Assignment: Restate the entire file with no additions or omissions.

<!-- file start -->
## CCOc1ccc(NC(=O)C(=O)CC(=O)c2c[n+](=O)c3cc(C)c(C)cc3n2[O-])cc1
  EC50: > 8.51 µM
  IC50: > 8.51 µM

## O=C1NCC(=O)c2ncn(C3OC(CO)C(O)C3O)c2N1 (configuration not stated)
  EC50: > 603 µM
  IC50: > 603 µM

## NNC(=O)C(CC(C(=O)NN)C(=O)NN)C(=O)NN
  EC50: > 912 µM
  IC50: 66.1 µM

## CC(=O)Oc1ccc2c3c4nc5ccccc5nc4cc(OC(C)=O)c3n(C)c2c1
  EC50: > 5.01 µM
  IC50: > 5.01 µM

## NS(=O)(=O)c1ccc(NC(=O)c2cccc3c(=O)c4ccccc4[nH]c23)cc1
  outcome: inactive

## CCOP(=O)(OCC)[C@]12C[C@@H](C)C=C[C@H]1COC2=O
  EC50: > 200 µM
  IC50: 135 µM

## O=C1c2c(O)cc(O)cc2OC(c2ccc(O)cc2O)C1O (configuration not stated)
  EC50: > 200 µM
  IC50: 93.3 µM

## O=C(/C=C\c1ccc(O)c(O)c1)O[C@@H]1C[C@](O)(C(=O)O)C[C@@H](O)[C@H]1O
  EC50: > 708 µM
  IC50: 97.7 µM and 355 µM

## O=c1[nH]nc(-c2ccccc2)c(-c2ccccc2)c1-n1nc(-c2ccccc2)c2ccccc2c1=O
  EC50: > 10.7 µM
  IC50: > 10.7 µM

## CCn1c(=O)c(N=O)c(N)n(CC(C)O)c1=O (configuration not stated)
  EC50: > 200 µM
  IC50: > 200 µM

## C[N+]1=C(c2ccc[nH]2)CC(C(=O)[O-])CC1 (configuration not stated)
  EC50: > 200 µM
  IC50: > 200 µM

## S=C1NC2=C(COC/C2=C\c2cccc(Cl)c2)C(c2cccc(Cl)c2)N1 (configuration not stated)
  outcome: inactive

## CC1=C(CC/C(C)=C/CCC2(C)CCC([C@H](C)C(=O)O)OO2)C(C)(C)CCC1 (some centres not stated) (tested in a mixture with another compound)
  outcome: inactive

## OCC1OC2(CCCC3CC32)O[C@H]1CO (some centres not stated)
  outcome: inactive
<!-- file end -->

## CCOc1ccc(NC(=O)C(=O)CC(=O)c2c[n+](=O)c3cc(C)c(C)cc3n2[O-])cc1
  EC50: > 8.51 µM
  IC50: > 8.51 µM

## O=C1NCC(=O)c2ncn(C3OC(CO)C(O)C3O)c2N1 (configuration not stated)
  EC50: > 603 µM
  IC50: > 603 µM

## NNC(=O)C(CC(C(=O)NN)C(=O)NN)C(=O)NN
  EC50: > 912 µM
  IC50: 66.1 µM

## CC(=O)Oc1ccc2c3c4nc5ccccc5nc4cc(OC(C)=O)c3n(C)c2c1
  EC50: > 5.01 µM
  IC50: > 5.01 µM

## NS(=O)(=O)c1ccc(NC(=O)c2cccc3c(=O)c4ccccc4[nH]c23)cc1
  outcome: inactive

## CCOP(=O)(OCC)[C@]12C[C@@H](C)C=C[C@H]1COC2=O
  EC50: > 200 µM
  IC50: 135 µM

## O=C1c2c(O)cc(O)cc2OC(c2ccc(O)cc2O)C1O (configuration not stated)
  EC50: > 200 µM
  IC50: 93.3 µM

## O=C(/C=C\c1ccc(O)c(O)c1)O[C@@H]1C[C@](O)(C(=O)O)C[C@@H](O)[C@H]1O
  EC50: > 708 µM
  IC50: 97.7 µM and 355 µM

## O=c1[nH]nc(-c2ccccc2)c(-c2ccccc2)c1-n1nc(-c2ccccc2)c2ccccc2c1=O
  EC50: > 10.7 µM
  IC50: > 10.7 µM

## CCn1c(=O)c(N=O)c(N)n(CC(C)O)c1=O (configuration not stated)
  EC50: > 200 µM
  IC50: > 200 µM

## C[N+]1=C(c2ccc[nH]2)CC(C(=O)[O-])CC1 (configuration not stated)
  EC50: > 200 µM
  IC50: > 200 µM

## S=C1NC2=C(COC/C2=C\c2cccc(Cl)c2)C(c2cccc(Cl)c2)N1 (configuration not stated)
  outcome: inactive

## CC1=C(CC/C(C)=C/CCC2(C)CCC([C@H](C)C(=O)O)OO2)C(C)(C)CCC1 (some centres not stated) (tested in a mixture with another compound)
  outcome: inactive

## OCC1OC2(CCCC3CC32)O[C@H]1CO (some centres not stated)
  outcome: inactive